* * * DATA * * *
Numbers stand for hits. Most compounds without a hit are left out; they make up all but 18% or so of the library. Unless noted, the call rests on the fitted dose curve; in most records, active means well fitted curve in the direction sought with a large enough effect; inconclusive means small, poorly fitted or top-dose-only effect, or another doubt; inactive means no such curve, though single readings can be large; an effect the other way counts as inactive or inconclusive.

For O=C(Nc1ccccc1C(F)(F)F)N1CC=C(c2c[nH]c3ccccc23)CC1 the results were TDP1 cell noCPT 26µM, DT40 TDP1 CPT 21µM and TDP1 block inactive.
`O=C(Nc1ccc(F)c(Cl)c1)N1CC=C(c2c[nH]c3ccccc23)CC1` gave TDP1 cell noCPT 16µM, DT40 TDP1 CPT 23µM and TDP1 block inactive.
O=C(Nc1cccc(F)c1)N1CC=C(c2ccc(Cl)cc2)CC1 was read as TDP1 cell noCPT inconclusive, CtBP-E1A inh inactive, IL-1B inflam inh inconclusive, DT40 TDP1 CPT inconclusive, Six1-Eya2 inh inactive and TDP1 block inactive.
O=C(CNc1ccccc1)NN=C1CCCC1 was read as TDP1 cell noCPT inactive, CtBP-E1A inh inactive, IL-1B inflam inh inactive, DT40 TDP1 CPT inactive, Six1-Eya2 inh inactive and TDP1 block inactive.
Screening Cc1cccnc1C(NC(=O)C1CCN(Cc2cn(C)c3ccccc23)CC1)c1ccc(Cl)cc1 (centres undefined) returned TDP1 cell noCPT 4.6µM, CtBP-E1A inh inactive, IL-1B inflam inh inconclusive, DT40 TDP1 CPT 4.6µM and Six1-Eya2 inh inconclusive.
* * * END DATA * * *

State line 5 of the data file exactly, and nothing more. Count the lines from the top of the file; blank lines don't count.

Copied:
O=C(CNc1ccccc1)NN=C1CCCC1 was read as TDP1 cell noCPT inactive, CtBP-E1A inh inactive, IL-1B inflam inh inactive, DT40 TDP1 CPT inactive, Six1-Eya2 inh inactive and TDP1 block inactive.